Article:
Park Rangers are pleading with visitors not to leave 'love locks' at the Grand Canyon due to the danger to California condors, which have a tendency to pick up and sometimes eat shiny objects.
Love locks are padlocks that couples secure around railings or bridges in a public place, often engraved with their initials, as a symbol of their commitment to one another. The couple will often throw the key off the side of the bridge, or in this case, into the Grand Canyon.
Throwing anything off the canyon rim is a crime, and can be punishable by a hefty fine and even jail time. In December last year, a TikTok influencer was charged with three misdemeanors after hitting golf balls into the Grand Canyon, then throwing the club in too.
Although they're much smaller, keys are still a danger. They could hit a person below at speed, and as the National Park Service (NPS) explained in a Facebook post, they pose a real threat to wildlife.
"Condors are curious animals and much like a small child will investigate strange things they come across with their mouths," Park Rangers wrote. "Condors love shiny things. They will spot a coin, a wrapper, or a shiny piece of metal, like a key from a padlock that has been tossed into the canyon and eat it."
Rangers added an x-ray image of a condor that had swallowed coins tossed into the canyon, and required surgery to remove them from its digestive tract.
Bringing out the bolt cutters
Love locks aren't only a problem in the Grand Canyon. In 2014, part of the Pont Des Arts bridge in Paris collapsed under the sheer weight of thousands of locks it was never designed to bear. Nobody was injured when part of the overloaded railing gave way, but the city's head of cultural affairs Bruno Julliard said the incident "confirms that our desire to find an alternative to these locks is a real necessity."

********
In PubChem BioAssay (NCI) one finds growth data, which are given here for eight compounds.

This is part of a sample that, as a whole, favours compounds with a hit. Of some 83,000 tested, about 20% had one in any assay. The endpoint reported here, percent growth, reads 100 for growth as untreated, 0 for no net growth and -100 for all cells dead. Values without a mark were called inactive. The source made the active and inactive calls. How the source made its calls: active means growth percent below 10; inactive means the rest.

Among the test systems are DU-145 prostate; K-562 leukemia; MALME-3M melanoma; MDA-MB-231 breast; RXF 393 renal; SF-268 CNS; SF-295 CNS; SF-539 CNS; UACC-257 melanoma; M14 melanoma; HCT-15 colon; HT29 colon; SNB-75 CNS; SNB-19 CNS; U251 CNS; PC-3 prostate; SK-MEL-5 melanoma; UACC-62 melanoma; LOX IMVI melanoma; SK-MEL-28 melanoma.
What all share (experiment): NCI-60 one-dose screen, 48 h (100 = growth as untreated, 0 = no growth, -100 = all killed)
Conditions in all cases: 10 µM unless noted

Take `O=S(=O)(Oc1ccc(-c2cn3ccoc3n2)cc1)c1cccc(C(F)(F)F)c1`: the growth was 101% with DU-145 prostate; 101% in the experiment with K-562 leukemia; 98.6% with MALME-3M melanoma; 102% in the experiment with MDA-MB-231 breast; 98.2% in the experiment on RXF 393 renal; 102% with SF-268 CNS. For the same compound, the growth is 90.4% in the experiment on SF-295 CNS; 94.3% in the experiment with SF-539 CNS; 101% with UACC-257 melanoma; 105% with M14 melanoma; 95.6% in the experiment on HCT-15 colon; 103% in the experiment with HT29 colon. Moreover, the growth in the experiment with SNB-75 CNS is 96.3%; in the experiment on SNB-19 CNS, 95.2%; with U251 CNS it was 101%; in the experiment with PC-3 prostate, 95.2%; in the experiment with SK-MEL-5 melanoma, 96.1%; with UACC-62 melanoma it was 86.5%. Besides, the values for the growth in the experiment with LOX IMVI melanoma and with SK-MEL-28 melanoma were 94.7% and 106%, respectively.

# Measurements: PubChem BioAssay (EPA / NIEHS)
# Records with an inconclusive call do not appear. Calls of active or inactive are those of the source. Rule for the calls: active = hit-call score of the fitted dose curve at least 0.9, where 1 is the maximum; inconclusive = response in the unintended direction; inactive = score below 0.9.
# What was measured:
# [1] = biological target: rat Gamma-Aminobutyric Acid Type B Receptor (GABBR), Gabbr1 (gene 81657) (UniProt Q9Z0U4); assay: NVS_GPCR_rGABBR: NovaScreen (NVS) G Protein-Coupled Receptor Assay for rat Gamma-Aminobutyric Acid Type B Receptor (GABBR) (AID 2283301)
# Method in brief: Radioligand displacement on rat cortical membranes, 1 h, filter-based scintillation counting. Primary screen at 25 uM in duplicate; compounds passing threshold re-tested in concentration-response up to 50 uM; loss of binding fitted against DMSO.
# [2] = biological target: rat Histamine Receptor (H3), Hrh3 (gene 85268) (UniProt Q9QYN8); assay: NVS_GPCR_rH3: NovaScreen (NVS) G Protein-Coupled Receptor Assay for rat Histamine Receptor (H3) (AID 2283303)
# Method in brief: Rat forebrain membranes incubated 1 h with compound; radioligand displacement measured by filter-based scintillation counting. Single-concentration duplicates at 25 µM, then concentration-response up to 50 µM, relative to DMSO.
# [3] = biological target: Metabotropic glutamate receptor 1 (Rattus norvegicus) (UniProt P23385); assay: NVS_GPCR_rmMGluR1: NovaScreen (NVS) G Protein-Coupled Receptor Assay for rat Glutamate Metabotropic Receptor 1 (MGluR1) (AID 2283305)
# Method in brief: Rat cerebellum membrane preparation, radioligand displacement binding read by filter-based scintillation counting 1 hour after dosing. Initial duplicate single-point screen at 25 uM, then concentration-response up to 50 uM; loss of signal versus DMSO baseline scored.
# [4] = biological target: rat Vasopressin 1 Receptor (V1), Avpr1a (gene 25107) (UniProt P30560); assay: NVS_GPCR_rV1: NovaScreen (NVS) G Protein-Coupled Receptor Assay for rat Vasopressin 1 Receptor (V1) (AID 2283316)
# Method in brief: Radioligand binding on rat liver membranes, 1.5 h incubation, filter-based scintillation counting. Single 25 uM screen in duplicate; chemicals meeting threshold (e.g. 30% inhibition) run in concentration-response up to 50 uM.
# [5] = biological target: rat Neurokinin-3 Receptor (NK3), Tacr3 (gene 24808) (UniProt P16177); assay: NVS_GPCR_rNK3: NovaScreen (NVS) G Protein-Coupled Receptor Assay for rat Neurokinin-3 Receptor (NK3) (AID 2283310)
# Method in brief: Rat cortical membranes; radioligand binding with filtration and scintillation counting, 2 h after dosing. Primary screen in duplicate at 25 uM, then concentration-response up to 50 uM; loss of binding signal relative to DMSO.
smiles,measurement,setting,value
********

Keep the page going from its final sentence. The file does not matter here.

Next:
Back in 2007, the mayor of Rome introduced fines for anyone leaving a lock on a lamp post on the Ponte Milvio, over the Tiber river. Couples would toss their keys into the water after securing their padlock. In 2012, thousands of the locks were removed from the post with bolt cutters after local authorities said that rust from them was beginning to damage the bridge.
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Cat is the editor of Advnture, She’s been a journalist for 15 years, and was fitness and wellbeing editor on TechRadar before joining the Advnture team in 2022. She’s a UK Athletics qualified run leader, and in her spare time enjoys nothing more than lacing up her shoes and hitting the roads and trails (the muddier, the better), usually wearing at least two sports watches.